Patrick Mays, an engineer for an oil and gas company in Houston, recently went shopping for a new electricity plan and found that the best deal available would cost about 55 percent more than what he’s paying, boosting his average rate to 9.5 cents per kilowatt hour from 6.1 cents under his expiring 12-month contract. The power bills for his 2,000-square foot home will climb an average of $30 a month over the year, he said, but he will take the brunt of the rate increase during the hot summer when he estimates his monthly bill will top out at $186, nearly double the $95 he paid last year.
© 2018 comparethemarket.com. All rights reserved. comparethemarket.com and comparethemeerkat.com are trading names of Compare The Market Limited. Compare The Market Limited is an insurance intermediary, which is authorised and regulated by the  Financial Conduct Authority (Firm Reference Number 778488). This website uses cookies. Continuing to use this website gives consent to cookies being used. For information on how to disable them see our cookie policy.
For commercial customers, understanding a few basic details of your electricity consumption can make a big difference in the prices offered by retail providers. We are able to provide a proposal based on estimated and historical usage for your business that will organize the best offers the market has to offer. Residential rates are organized and continuously updated to ensure you are getting the best price from the strongest suppliers .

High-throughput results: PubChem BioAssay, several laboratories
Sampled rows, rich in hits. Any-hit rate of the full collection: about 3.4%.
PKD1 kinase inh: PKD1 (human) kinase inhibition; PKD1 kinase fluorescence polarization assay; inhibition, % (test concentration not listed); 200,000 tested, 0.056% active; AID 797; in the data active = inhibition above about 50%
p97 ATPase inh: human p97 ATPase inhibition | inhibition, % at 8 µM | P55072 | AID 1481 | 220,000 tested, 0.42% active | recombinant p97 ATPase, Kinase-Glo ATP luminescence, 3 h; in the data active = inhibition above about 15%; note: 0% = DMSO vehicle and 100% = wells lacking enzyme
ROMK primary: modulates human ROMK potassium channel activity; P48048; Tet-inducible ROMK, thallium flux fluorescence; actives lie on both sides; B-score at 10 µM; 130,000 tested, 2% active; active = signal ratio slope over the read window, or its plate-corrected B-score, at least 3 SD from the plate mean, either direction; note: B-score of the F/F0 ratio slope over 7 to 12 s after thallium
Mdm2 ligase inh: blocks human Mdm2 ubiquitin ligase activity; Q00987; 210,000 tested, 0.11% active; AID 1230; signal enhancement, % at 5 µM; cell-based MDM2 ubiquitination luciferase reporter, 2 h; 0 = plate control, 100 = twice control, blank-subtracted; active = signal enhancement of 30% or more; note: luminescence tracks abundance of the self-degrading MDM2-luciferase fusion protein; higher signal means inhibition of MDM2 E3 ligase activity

Patrick Mays, an engineer for an oil and gas company in Houston, recently went shopping for a new electricity plan and found that the best deal available would cost about 55 percent more than what he’s paying, boosting his average rate to 9.5 cents per kilowatt hour from 6.1 cents under his expiring 12-month contract. The power bills for his 2,000-square foot home will climb an average of $30 a month over the year, he said, but he will take the brunt of the rate increase during the hot summer when he estimates his monthly bill will top out at $186, nearly double the $95 he paid last year.

Consumers in Houston, Dallas, Fort Worth and Corpus Christi were promised bargains on electricity when the Texas Legislature deregulated the electricity market. But 16 years later they're still paying more for electricity than their counterparts in cities Texas lawmakers exempted from deregulation such as Austin and San Antonio, according to the Texas Coalition for Affordable Power which analyzed federal electricity pricing data.
There are approximately 5,000 businesses associated with the energy industry in Houston, which is why the city is known as the world's "Energy Capital." Houston is home to more than 2 million people and is one of the most populated areas in the United States. City homeowners, renters and business owners get to choose between energy companies in Houston to supply their electricity. In Houston, one electricity supply rate won't fit the needs of all energy users. Therefore, it's important for consumers to use electric choice to shop for the best plan for them.
×